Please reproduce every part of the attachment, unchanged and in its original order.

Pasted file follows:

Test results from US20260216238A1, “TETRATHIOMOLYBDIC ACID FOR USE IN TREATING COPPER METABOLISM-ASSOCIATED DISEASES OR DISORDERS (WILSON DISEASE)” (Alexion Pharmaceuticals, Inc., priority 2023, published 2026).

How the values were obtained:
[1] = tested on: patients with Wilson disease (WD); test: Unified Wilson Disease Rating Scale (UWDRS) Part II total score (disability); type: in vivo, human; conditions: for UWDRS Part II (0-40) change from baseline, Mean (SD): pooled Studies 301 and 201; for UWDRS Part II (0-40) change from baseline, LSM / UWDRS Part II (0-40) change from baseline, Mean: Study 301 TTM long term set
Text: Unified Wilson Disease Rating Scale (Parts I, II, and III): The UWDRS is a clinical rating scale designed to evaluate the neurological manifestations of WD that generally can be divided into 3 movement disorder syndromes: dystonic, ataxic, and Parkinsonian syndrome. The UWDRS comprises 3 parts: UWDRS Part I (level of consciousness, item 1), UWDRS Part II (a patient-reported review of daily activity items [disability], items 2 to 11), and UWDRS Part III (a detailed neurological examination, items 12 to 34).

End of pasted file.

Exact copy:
Test results from US20260216238A1, “TETRATHIOMOLYBDIC ACID FOR USE IN TREATING COPPER METABOLISM-ASSOCIATED DISEASES OR DISORDERS (WILSON DISEASE)” (Alexion Pharmaceuticals, Inc., priority 2023, published 2026).

How the values were obtained:
[1] = tested on: patients with Wilson disease (WD); test: Unified Wilson Disease Rating Scale (UWDRS) Part II total score (disability); type: in vivo, human; conditions: for UWDRS Part II (0-40) change from baseline, Mean (SD): pooled Studies 301 and 201; for UWDRS Part II (0-40) change from baseline, LSM / UWDRS Part II (0-40) change from baseline, Mean: Study 301 TTM long term set
Text: Unified Wilson Disease Rating Scale (Parts I, II, and III): The UWDRS is a clinical rating scale designed to evaluate the neurological manifestations of WD that generally can be divided into 3 movement disorder syndromes: dystonic, ataxic, and Parkinsonian syndrome. The UWDRS comprises 3 parts: UWDRS Part I (level of consciousness, item 1), UWDRS Part II (a patient-reported review of daily activity items [disability], items 2 to 11), and UWDRS Part III (a detailed neurological examination, items 12 to 34).